The Dream Center closings will leave several U.S. locations of all three of the affected schools operating. Argosy and South University offer degrees in areas such as business administration, psychology and criminal justice, while Art Institutes’ study areas include interior design, animation and culinary management.

During the past few years, several U.S. for-profit colleges and universities have experienced declining enrollments amid enhanced scrutiny by state governments and federal regulators, and many locations have shut down. For instance, the U.S. Department of Education investigated and sanctioned the for-profit Corinthian Colleges and ITT Technical Institute, both of which filed for bankruptcy and closed a total of more than 150 campuses across the country.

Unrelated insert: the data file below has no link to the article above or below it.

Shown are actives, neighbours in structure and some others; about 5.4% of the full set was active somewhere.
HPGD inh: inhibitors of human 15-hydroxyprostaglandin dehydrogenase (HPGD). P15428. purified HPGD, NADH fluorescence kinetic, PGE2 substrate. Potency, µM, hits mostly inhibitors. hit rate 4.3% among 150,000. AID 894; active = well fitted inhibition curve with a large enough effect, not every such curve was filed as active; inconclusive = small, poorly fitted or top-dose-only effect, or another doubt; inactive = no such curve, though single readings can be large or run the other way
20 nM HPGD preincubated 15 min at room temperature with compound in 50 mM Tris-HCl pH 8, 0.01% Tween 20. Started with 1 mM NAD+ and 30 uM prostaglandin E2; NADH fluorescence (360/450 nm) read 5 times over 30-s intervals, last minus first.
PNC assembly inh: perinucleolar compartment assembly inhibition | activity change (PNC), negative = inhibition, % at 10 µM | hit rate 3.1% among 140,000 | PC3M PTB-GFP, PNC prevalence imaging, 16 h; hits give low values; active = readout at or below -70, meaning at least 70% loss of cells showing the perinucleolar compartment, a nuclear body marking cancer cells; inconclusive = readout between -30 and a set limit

A 2017 Brookings Institution report said more nationwide closings and downsizings of for-profit colleges could be on the way, amid heightened government scrutiny and civil lawsuits over issues including financial aid disbursement, sales and recruiting practices, and preparation of students for job placement.

In high-demand U.S. markets, many of the real estate vacancies being created by closing schools could be filled by multiple types of tenants, including some involved in other educational realms.

Eric Knowles, senior vice president in the San Diego office of brokerage firm Kidder Mathews, said he would not be surprised to see the Coleman University space taken up by another type of teaching institution.